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Creative Leadership in Disruptive Times

Dec 04, 2019


  • EDITORIAL TEAM Talent Management Institute
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“The Future is disorder. A door like this has opened up only five or six times since we got up on our hind legs. It’s the best possible time to be alive, when almost everything you thought you knew is wrong.”

- The mathematician Valentine, in Tom Stoppard’s play, Arcadia.

Disruptive technologies have jolted the world and while we are getting acclimatized to this new way of continuum - the only thing that’s certain is that nothing is certain.

In this riot of ambiguity and surprises, the habitual ways of management become as good as fossil. Before you get disheartened, here’s the silver lining of this disguised opportunity cloud – these are also the times when our world is running on knockout steroids of innovation and creativity when we are living both in fear and admiration of the developments around. Things don’t make so much sense and we are hard-pressed to rethink our leadership ways. Senior leaders are now transitioning to Creative Leadership which has emerged as the new Alpha and Omega of the business world.

Decoding Creative Leadership:

Experts have gone creative with creative thinking definitions and a handful of them can be found spilled around. But, almost all of them have built the concept around flexible leadership in light of need, context and culture. Such leadership is driven on “innovative thinking and mission-driven entrepreneurship”. Individual accomplishments take a backseat for creative leaders and their prime motive is to bring contributors together.

Creative leaders think like entrepreneurs and Startup owners. They continuously challenge their own ways of working and place greater good at the focus.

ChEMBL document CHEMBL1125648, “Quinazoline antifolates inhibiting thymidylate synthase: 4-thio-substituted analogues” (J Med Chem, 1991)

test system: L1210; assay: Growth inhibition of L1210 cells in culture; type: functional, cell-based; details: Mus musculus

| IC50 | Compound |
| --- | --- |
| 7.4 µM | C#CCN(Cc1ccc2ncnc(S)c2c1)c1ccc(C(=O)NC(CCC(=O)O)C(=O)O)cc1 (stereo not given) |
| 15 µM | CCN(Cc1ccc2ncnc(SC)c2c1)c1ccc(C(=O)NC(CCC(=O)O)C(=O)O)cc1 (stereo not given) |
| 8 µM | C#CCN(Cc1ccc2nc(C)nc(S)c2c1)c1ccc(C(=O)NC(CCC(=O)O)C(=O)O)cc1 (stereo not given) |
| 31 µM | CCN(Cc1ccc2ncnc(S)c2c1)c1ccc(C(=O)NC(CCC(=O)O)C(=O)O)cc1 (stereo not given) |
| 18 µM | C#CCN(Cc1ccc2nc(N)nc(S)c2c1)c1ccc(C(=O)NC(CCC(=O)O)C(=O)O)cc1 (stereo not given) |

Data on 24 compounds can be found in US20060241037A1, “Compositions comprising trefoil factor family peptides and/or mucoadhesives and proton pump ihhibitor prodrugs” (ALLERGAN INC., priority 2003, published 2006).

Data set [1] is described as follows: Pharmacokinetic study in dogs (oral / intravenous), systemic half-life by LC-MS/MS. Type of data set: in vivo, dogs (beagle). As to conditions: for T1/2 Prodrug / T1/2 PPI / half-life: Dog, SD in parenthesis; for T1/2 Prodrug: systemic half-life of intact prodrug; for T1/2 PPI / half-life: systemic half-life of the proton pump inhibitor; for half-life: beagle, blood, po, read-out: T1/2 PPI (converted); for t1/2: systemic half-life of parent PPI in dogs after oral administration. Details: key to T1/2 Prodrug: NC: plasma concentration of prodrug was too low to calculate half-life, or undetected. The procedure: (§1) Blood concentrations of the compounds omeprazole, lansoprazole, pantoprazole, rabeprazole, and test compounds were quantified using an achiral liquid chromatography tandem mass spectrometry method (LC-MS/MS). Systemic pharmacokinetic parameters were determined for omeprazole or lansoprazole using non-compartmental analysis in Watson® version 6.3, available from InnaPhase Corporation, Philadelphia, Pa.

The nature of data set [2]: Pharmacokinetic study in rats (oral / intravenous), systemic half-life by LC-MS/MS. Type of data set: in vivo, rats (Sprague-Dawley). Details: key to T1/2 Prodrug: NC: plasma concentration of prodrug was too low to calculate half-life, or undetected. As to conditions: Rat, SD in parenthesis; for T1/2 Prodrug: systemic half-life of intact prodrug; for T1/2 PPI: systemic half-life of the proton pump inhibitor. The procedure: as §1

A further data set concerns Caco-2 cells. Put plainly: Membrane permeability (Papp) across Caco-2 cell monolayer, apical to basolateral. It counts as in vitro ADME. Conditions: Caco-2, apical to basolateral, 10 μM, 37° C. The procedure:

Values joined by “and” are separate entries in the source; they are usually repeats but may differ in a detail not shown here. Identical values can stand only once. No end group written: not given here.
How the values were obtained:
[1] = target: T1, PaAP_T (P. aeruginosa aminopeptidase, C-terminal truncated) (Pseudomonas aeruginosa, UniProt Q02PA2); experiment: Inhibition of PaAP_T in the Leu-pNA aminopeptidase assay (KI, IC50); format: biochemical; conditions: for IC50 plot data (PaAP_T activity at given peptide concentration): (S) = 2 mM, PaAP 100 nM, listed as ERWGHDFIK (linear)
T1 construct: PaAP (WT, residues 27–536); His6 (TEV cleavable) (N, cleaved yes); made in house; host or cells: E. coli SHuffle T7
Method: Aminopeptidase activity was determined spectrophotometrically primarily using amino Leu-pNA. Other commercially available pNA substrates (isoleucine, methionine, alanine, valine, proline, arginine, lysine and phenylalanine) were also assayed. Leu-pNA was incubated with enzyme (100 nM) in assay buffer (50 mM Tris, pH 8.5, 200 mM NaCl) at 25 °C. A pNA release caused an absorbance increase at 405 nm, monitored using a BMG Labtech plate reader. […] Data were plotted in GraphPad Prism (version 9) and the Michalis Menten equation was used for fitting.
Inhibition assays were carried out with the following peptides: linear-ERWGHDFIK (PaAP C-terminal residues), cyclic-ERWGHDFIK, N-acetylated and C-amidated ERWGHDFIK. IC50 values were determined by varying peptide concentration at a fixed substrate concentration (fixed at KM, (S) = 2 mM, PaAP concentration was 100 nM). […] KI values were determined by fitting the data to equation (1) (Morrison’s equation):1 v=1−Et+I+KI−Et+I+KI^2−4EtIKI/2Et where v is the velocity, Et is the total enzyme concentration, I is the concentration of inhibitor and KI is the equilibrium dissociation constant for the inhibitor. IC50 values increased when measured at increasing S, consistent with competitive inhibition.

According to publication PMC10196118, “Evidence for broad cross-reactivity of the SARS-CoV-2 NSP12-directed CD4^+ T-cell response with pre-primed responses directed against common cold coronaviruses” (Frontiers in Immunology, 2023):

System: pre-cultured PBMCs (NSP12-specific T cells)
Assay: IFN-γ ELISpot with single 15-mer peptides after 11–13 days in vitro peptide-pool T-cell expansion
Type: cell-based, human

Why Creative Leadership:

Before we delve deeper into the intricacies of Creative Leadership, here’s a wider rundown on the whys of it:

  • A guerilla strategy warfare is on every business front and newborn companies like Airbnb and bookings.com are posing competition to decade-old hotel giants.
  • Environmental changes like global warming are blurring the lines between for-profit and not-for-profit organizations. Causes and remedies are becoming universal. On one hand, government fundings are slumping for NGOs, on the other, profit-making organizations are under constant scrutiny for social appropriateness. Both for-profit and not-for-profit organizations are being forced to relook into their models and act responsibly in everything they do.
  • The workforce is changing. Millennials, Gen Y and Gen Z are more invested in social causes. They are demanding more than a hefty paycheck.
  • Raj Sisodia, in his book, Firms Endearment, pointed out that companies with a definite and intense sense of purpose outperform the S&P index of 500 leading organizations.
  • IDEO Europe says the company’s products and services succeed more when they have a clear vision.

Two Use Cases, Copious Lessons:

The brightest concepts are mere concepts until their validity is checked in practice. These two use cases explain the extent to which Creative Leadership can impact lives and businesses:

Use Case 1: Dr. Govardhan Singh Rathore’s collaborative effort to turn decade-old poaching challenge into a social betterment opportunity.

Problem >